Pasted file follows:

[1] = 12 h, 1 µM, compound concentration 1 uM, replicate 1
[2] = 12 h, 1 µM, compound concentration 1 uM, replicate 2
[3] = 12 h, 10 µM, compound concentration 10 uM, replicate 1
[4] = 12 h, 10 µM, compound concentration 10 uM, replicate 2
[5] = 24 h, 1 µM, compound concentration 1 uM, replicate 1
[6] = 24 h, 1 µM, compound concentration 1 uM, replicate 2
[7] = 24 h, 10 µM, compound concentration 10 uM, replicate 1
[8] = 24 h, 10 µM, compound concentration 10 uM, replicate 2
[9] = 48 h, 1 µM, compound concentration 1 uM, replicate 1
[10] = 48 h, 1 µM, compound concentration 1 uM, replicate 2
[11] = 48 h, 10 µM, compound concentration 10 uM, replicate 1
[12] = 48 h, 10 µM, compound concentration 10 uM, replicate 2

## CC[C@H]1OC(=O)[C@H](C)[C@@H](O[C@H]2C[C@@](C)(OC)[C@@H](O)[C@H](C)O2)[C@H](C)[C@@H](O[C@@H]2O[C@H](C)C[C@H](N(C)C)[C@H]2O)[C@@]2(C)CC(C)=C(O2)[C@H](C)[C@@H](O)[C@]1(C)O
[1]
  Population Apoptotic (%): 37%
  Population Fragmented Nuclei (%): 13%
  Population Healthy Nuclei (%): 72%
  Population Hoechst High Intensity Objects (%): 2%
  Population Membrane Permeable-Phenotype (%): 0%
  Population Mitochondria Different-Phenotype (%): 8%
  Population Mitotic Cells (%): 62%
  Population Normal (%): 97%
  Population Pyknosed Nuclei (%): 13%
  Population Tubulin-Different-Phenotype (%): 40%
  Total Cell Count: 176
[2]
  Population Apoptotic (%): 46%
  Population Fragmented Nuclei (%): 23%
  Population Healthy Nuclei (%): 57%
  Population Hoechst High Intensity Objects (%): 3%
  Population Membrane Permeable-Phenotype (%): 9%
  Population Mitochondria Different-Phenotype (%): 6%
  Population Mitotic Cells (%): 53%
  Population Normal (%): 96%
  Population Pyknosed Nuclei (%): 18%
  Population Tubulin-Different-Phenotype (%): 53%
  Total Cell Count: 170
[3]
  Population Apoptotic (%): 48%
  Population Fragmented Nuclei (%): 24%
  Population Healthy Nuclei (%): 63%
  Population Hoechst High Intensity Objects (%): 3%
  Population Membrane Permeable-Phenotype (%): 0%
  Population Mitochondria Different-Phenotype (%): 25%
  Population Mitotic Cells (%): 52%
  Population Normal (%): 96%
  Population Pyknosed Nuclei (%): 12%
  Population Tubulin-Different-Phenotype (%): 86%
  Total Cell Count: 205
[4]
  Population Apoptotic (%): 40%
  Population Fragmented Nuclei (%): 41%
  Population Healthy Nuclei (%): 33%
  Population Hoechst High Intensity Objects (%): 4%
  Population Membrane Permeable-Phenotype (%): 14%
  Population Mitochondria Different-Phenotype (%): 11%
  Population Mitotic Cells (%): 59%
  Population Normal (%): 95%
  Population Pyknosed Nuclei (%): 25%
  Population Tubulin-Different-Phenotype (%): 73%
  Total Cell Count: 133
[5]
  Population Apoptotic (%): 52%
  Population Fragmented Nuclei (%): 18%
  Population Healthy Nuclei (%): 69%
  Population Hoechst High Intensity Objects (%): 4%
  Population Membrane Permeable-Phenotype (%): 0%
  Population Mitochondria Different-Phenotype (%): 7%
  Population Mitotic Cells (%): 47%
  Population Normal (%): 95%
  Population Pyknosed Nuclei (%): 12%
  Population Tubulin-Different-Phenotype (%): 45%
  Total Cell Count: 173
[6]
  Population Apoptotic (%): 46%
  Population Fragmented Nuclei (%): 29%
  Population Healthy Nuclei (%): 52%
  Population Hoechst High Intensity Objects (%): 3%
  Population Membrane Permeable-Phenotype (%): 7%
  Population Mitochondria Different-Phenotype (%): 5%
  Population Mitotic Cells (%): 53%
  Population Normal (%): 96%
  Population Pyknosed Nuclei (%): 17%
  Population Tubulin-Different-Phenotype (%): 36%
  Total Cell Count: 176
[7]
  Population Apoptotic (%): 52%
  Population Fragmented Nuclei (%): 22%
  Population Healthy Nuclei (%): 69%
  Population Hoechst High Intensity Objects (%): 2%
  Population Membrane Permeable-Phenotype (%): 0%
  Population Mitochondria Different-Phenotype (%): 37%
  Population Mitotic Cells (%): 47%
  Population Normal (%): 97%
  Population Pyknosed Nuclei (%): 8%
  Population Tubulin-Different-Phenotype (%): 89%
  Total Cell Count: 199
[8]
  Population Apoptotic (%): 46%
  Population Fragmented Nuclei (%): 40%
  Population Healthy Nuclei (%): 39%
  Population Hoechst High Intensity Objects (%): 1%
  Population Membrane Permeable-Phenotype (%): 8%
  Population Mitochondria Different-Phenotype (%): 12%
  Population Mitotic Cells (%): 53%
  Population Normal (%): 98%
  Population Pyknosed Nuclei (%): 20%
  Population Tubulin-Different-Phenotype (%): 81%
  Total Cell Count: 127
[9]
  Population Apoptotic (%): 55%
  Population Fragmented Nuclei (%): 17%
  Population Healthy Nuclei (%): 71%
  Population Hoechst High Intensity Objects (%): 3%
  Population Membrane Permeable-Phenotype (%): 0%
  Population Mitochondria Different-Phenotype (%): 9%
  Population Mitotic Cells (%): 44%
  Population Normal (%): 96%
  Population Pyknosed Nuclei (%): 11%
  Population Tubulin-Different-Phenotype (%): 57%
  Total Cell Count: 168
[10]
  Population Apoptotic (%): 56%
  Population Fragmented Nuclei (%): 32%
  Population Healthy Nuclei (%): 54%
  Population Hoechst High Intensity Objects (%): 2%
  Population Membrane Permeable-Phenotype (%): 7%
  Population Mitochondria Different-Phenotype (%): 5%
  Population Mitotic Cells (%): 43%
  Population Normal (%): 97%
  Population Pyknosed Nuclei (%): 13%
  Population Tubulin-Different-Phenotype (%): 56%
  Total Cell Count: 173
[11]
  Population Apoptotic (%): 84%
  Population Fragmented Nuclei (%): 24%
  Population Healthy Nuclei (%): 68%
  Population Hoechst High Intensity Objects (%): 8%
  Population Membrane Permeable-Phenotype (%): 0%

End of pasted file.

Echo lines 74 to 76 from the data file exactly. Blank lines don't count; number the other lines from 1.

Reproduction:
[6]
  Population Apoptotic (%): 46%
  Population Fragmented Nuclei (%): 29%